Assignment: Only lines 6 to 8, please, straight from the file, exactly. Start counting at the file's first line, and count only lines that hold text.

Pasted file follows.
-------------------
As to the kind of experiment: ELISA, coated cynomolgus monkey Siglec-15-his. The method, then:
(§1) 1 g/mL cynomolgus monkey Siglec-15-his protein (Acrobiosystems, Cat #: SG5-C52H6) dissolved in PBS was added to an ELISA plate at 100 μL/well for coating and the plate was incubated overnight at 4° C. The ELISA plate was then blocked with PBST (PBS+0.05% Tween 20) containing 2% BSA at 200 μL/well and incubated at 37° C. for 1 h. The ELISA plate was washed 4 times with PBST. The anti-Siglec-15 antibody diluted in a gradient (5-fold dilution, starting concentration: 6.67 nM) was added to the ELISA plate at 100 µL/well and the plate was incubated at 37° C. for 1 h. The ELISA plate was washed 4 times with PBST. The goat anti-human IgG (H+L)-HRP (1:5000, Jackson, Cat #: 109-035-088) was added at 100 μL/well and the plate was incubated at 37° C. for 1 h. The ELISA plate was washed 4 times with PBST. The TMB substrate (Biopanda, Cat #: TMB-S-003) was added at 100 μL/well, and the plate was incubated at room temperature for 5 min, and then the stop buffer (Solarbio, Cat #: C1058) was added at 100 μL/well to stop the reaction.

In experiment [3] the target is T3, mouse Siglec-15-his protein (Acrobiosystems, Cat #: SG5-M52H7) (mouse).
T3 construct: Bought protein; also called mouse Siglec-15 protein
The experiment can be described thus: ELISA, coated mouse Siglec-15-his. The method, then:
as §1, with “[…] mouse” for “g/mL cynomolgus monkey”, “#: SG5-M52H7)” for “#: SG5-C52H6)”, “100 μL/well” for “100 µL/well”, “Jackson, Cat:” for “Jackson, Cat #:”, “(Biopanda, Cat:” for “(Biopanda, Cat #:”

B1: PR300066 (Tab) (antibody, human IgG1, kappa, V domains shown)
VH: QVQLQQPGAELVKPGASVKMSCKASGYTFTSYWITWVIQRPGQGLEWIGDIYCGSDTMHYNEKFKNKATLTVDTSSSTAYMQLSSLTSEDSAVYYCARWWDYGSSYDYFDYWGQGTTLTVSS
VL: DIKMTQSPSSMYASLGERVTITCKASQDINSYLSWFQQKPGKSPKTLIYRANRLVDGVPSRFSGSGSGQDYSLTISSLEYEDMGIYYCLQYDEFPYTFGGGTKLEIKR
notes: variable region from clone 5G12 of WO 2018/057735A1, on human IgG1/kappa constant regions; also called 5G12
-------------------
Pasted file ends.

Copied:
as §1, with “[…] mouse” for “g/mL cynomolgus monkey”, “#: SG5-M52H7)” for “#: SG5-C52H6)”, “100 μL/well” for “100 µL/well”, “Jackson, Cat:” for “Jackson, Cat #:”, “(Biopanda, Cat:” for “(Biopanda, Cat #:”

B1: PR300066 (Tab) (antibody, human IgG1, kappa, V domains shown)
VH: QVQLQQPGAELVKPGASVKMSCKASGYTFTSYWITWVIQRPGQGLEWIGDIYCGSDTMHYNEKFKNKATLTVDTSSSTAYMQLSSLTSEDSAVYYCARWWDYGSSYDYFDYWGQGTTLTVSS